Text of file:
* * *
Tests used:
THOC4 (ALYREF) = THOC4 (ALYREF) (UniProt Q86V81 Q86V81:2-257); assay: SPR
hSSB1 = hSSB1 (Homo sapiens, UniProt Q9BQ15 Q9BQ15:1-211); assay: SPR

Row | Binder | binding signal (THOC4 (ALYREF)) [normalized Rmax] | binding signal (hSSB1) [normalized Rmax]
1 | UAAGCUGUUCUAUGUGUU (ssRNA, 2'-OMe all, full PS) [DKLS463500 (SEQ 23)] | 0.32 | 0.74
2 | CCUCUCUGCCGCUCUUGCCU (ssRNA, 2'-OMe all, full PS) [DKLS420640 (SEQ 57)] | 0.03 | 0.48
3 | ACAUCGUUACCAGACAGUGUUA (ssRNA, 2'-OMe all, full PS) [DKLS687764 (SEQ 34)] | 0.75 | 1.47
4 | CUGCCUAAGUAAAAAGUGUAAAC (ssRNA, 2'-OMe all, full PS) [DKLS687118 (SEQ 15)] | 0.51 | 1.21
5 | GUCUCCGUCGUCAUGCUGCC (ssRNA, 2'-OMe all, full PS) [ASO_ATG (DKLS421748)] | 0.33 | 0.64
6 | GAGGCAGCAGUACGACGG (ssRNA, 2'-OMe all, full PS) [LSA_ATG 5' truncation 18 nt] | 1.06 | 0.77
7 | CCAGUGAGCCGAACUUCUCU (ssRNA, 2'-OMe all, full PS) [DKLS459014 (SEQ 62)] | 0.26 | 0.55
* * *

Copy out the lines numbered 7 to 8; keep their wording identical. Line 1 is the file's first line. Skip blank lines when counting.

3 | ACAUCGUUACCAGACAGUGUUA (ssRNA, 2'-OMe all, full PS) [DKLS687764 (SEQ 34)] | 0.75 | 1.47
4 | CUGCCUAAGUAAAAAGUGUAAAC (ssRNA, 2'-OMe all, full PS) [DKLS687118 (SEQ 15)] | 0.51 | 1.21